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Author Topic: Suggestions for wall covering in auditoriums
Brad Allen
Jedi Master Film Handler

Posts: 688
From: Evansville, IN, USA
Registered: May 2000


 - posted 08-19-2003 04:35 PM      Profile for Brad Allen   Email Brad Allen   Send New Private Message       Edit/Delete Post 
Need to repair vandalism in my auditoriums.
What has everyone found to be the best covering for walls that are within reach of patrons while seated? You know, to discourage writing on the walls, gouging the walls, general distruction. [Smile]
Also, I have sound fold down to within 5 ft of the floor. The bottom of the sound fold is looking bad and needs repaired as well. Any suggestions for repair or an alternative?

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Mike Blakesley
Film God

Posts: 12767
From: Forsyth, Montana
Registered: Jun 99


 - posted 08-19-2003 05:45 PM      Profile for Mike Blakesley   Author's Homepage   Email Mike Blakesley   Send New Private Message       Edit/Delete Post 
Here's some advice for after you get it all fixed up.

This was told to me by Bob Tankersley, industry veteran. He said, the first sign of any damage, fix it IMMEDIATELY. Anything from graffiti to seat rips, should always be out of view of the public as soon as possible.

This is because when a prankster-type person sees "damage," it triggers the urge to ADD to it. Also, when you fix things right away, the vandal does not have the satisfaction of seeing his handiwork on display.

I don't know if this strategy would work in a big city, but it has served us well...we have almost zero problem with damage.

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Aaron Sisemore
Flaming Ribs beat Reeses Peanut Butter Cups any day!

Posts: 3061
From: Rockwall TX USA
Registered: Sep 1999


 - posted 08-19-2003 07:56 PM      Profile for Aaron Sisemore   Email Aaron Sisemore   Send New Private Message       Edit/Delete Post 
Practically all of Cinema West's locations use some form of a carpeting on the walls. It resists a good deal of abuse, and adds some sound-dampening effect to the room. If a section is ripped, slashed, tagged, etc, its not too difficult to remove the affected section and glue in a replacement. Its far cheaper than Soundfold and other wall treatments, and is available at Home Depot.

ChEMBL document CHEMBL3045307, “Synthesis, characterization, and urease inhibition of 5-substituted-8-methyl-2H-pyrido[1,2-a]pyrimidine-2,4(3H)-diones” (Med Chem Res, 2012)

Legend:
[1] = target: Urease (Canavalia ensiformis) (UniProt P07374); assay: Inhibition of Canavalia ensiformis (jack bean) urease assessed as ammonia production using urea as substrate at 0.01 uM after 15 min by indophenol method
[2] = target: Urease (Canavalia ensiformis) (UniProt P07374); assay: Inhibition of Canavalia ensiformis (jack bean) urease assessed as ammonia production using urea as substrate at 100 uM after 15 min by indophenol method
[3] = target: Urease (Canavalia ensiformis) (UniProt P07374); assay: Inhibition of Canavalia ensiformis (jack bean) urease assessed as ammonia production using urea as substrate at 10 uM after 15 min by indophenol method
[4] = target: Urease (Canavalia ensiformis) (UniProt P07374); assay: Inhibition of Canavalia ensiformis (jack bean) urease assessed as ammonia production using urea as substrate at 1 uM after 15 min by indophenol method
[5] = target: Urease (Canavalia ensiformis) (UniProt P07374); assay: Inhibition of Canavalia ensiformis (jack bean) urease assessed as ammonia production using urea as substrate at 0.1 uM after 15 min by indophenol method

-Aaron

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Brad Allen
Jedi Master Film Handler

Posts: 688
From: Evansville, IN, USA
Registered: May 2000


 - posted 08-19-2003 08:11 PM      Profile for Brad Allen   Email Brad Allen   Send New Private Message       Edit/Delete Post 
Great advice Mike!

And Aaron, as I understand it, most carpet placed on vertical surfaces (walls) must pass a vertical burn test for firemarshal approval. And Home Depot sure doesn't have that. [Smile]
I like carpet on the walls, I've done it before I knew better, but the approved stuff is very expensive.

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Frank Angel
Film God

Posts: 5305
From: Brooklyn NY USA
Registered: Dec 1999


 - posted 08-30-2003 06:22 PM      Profile for Frank Angel   Author's Homepage   Email Frank Angel   Send New Private Message       Edit/Delete Post 
There is fireproofing chemical that you mix with water and can be sprayed on fabric. It's approved for theatre dry goods (curtains, flats, etc.) and if the directions are followed, it renders flammable material nonflammable, at least nonflammable to the extent required by fire codes. This would allow you to purchase relatively cheap carpet and condition it so it meets the nonflammable criteria.